What if I told you that the way we think about health could be indirectly the foundation of something that has killed more people last year than American casualties in the Vietnam and Iraq wars combined? The opioid epidemic. That has been a buzz word only in the last few years but how long has this been in development? Good question. Well, what do you think happens when we are trained to believe that our problems can be solved with a quick fix? We tear our bodies up day in and day out with faulty movement patterns from active jobs, inactivity from sitting down all day, and our bodies are left without the proper nutrition to manage these stresses because of the typical diet in our modern society.

So now we can all agree that opioids can be problematic when used as a band aid for pain. If you were to buy the chemical equivalent of pharmaceutical opioids on the street and got caught, you and your dealer would go to jail. But a medical professional who pays his dues and is licensed by the state can say “oh, yep you sure do have pain” and boom, you got medical grade heroin in a pill and it’s totally legal. And therefore good for you, right? But let’s not put the blame on modern healthcare, or medical professionals. Just like most everything else, trends are led by the value that people put on them. And value equals money. We have been taught to value quick fixes and successes w the least amount of work possible. Have we already forgotten the story of the three little pigs!?

Spoiler alert: the two pigs who took the easy way out in building their shelter got to enjoy more leisure time than the wise pig that built the brick house, but met their early demise by a bacon hungry wolf who decided to ruin their day. We build our foundation of health to be very weak for convenience instead of making the proper investments for lasting health. And now 116 people overdose a day on opioid medication (statistic from HRSA)* and we think that the lasting solution is another drug that would counteract overdosing. What is happening is this; patient comes in with pain. There is no “serious” problem for a surgery to be necessary so the patient receives opioid based pain medication which jumbles your perception of pain and gives you a heightened sense of wellbeing and pleasure. So you take the pill and feel better for a limited time before you need to take another. Well after a while you gain a tolerance so you need more of that opioid to feel the same amount of pain relief.  So next, you ask your doctor about increasing your dose and because they have always known how addictive these drugs are, they say no. What we see happen next is these people turn to the street equivalent, sometimes pills, sometimes heroin so they can get relief with no recommendations on how much to take and no monitoring from a professional. And now there is a nasty synthetic opioid being mixed in to street drugs called fentanyl, meaning if this keeps up it could continue to get worse.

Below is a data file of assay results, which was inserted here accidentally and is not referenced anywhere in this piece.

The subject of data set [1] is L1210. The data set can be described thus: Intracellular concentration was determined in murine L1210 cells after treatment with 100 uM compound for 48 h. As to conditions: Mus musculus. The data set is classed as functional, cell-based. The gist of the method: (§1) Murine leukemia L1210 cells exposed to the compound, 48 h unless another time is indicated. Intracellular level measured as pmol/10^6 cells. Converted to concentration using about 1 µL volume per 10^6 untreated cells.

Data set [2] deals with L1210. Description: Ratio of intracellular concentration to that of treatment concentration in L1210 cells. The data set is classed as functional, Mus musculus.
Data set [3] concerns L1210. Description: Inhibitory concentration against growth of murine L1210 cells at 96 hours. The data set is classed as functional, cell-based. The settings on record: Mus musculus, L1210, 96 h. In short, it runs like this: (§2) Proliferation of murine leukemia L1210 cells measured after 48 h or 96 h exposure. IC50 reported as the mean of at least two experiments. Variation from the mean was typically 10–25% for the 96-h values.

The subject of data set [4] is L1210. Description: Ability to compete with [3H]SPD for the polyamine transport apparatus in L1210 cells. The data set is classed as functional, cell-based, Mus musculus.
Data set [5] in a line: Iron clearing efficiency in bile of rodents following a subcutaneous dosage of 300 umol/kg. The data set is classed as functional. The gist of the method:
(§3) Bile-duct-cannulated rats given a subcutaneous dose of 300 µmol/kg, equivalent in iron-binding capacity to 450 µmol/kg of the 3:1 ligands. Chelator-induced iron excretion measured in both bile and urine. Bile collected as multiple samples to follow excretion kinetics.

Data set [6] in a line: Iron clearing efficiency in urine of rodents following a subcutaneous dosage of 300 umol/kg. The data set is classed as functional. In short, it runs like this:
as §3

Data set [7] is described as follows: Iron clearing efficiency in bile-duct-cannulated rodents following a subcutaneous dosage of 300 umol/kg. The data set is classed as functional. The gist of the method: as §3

The older I get and more I read and learn, the more I realize how important it is to change the way you think to make the big changes in your life. There is no perfect quick fix to solve all of your health problems. It takes more work than remembering to pop a pill a couple of times a day. It takes discipline, consistency and commitment. If you do not want to live in pain you have to make preventative changes in your life. If you do not want to rely on a pill that at the end of the day will only leave you wanting more until it kills you, then you have to make preventative changes in your life. Get moving. Eat what you need to supply your body with the right fuel and then supplement what is inadequate or missing. Don’t wait to listen to your body until it is screaming. Stop waiting until it is too late.

How much further are we going to take this before we wake up? How many more people have to suffer? Realize that even if we take out opioids from the equation, we will get to the same conclusion eventually unless we change how we THINK. No more band aids on our health and wellbeing. We need true change, and that starts with our mindset.

What steps are you taking to improving and maintaining your health?

Always with Love,
Dr. J